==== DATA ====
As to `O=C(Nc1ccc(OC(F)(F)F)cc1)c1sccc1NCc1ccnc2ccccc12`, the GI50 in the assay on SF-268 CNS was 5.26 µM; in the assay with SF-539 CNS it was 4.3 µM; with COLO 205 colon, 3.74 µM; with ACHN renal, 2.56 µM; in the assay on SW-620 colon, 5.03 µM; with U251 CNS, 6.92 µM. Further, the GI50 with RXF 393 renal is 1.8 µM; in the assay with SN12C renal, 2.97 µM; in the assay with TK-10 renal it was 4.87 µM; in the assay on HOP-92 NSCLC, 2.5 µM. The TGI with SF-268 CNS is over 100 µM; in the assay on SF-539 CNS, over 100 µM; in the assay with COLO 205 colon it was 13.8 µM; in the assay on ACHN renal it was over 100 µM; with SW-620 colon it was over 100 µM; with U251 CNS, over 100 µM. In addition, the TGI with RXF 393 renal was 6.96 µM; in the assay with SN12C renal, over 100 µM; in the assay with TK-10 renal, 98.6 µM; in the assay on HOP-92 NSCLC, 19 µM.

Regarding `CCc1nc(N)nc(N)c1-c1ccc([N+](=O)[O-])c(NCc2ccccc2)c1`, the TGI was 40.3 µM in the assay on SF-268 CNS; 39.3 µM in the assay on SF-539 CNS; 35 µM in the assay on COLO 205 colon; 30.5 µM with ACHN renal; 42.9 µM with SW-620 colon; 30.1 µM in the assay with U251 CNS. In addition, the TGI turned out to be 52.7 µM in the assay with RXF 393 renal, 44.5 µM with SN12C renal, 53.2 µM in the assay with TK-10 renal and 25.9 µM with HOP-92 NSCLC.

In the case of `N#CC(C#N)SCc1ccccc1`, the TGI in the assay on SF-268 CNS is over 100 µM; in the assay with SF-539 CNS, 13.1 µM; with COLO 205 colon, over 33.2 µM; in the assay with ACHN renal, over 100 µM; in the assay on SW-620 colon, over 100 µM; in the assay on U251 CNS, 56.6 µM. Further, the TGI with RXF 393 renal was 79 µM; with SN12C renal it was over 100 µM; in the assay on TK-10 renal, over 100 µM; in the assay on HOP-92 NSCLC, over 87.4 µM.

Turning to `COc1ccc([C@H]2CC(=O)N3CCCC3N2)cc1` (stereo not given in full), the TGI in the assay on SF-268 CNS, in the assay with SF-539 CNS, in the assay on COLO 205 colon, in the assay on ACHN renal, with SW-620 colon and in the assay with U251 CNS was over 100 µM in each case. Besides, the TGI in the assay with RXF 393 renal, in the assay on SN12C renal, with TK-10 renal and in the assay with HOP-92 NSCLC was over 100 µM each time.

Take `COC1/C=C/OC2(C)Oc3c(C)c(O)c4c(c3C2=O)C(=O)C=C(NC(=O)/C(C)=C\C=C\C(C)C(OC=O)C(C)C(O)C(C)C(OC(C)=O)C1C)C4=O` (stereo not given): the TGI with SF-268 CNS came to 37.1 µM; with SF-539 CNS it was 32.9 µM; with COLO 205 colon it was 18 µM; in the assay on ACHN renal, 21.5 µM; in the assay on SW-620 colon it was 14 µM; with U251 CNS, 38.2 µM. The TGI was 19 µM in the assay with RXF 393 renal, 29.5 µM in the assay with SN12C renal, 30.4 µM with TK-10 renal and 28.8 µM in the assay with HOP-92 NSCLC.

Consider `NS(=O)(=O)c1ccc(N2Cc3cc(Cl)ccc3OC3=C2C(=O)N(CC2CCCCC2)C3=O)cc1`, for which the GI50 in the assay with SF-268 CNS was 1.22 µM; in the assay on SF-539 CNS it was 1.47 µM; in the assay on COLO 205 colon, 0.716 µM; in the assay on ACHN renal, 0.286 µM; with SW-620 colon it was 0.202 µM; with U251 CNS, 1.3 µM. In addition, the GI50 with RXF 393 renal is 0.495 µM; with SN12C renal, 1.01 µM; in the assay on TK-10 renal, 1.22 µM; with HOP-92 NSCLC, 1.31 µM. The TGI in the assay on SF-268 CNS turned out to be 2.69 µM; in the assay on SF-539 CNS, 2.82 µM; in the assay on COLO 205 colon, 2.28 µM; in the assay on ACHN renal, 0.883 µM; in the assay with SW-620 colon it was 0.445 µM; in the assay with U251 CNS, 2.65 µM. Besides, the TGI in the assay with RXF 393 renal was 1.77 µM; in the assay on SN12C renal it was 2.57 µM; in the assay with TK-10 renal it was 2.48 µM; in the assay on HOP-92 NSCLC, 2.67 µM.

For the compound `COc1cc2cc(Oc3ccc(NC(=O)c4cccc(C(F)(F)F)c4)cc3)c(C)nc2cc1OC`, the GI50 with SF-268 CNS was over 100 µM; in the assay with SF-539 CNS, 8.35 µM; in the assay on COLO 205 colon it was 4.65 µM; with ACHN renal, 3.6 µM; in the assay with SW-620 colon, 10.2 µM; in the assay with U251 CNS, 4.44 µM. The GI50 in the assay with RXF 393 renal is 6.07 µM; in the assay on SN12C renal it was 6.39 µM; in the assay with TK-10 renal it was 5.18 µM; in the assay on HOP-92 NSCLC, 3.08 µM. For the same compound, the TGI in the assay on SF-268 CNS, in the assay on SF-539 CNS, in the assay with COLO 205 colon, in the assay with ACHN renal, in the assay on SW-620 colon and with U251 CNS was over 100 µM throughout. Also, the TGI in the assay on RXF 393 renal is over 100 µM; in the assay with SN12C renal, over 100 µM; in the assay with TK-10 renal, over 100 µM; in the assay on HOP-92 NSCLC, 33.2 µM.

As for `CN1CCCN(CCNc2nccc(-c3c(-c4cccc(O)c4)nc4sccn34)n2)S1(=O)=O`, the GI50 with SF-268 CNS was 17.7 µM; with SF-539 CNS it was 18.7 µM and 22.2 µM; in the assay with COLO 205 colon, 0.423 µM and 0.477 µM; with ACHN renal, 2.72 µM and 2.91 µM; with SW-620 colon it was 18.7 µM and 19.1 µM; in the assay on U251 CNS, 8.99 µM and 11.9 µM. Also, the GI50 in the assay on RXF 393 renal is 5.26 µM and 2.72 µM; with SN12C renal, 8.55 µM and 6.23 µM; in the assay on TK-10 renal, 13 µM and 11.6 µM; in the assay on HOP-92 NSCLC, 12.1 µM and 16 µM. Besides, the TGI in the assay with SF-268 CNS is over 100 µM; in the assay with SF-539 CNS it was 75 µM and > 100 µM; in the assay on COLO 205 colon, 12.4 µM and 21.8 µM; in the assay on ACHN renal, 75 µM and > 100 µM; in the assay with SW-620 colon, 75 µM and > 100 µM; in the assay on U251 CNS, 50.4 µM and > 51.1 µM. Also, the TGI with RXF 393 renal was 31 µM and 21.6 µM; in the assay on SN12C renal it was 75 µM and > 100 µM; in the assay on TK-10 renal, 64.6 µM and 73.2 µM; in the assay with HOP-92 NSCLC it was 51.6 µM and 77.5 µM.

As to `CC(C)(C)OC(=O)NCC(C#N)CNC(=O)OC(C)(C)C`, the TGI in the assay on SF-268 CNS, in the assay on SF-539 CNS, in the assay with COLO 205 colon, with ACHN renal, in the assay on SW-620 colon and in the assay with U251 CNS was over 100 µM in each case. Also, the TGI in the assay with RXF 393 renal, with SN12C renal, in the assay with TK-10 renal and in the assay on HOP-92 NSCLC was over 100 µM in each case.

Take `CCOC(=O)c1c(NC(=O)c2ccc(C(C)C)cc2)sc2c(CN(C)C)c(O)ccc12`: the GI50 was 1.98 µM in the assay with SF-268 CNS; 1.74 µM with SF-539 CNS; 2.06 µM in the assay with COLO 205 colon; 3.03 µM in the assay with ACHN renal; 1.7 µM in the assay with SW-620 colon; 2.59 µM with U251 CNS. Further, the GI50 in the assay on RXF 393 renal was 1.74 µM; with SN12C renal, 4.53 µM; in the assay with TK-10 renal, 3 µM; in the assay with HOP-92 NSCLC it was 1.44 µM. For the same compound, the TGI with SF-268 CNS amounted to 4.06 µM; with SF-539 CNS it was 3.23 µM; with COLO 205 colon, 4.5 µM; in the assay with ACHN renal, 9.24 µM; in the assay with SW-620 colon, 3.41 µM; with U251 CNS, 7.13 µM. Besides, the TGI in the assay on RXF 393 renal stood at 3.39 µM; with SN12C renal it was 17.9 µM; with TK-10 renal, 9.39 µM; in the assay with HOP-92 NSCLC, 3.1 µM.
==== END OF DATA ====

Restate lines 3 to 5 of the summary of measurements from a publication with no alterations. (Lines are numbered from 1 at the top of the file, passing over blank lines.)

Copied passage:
In the case of `N#CC(C#N)SCc1ccccc1`, the TGI in the assay on SF-268 CNS is over 100 µM; in the assay with SF-539 CNS, 13.1 µM; with COLO 205 colon, over 33.2 µM; in the assay with ACHN renal, over 100 µM; in the assay on SW-620 colon, over 100 µM; in the assay on U251 CNS, 56.6 µM. Further, the TGI with RXF 393 renal was 79 µM; with SN12C renal it was over 100 µM; in the assay on TK-10 renal, over 100 µM; in the assay on HOP-92 NSCLC, over 87.4 µM.

Turning to `COc1ccc([C@H]2CC(=O)N3CCCC3N2)cc1` (stereo not given in full), the TGI in the assay on SF-268 CNS, in the assay with SF-539 CNS, in the assay on COLO 205 colon, in the assay on ACHN renal, with SW-620 colon and in the assay with U251 CNS was over 100 µM in each case. Besides, the TGI in the assay with RXF 393 renal, in the assay on SN12C renal, with TK-10 renal and in the assay with HOP-92 NSCLC was over 100 µM each time.

Take `COC1/C=C/OC2(C)Oc3c(C)c(O)c4c(c3C2=O)C(=O)C=C(NC(=O)/C(C)=C\C=C\C(C)C(OC=O)C(C)C(O)C(C)C(OC(C)=O)C1C)C4=O` (stereo not given): the TGI with SF-268 CNS came to 37.1 µM; with SF-539 CNS it was 32.9 µM; with COLO 205 colon it was 18 µM; in the assay on ACHN renal, 21.5 µM; in the assay on SW-620 colon it was 14 µM; with U251 CNS, 38.2 µM. The TGI was 19 µM in the assay with RXF 393 renal, 29.5 µM in the assay with SN12C renal, 30.4 µM with TK-10 renal and 28.8 µM in the assay with HOP-92 NSCLC.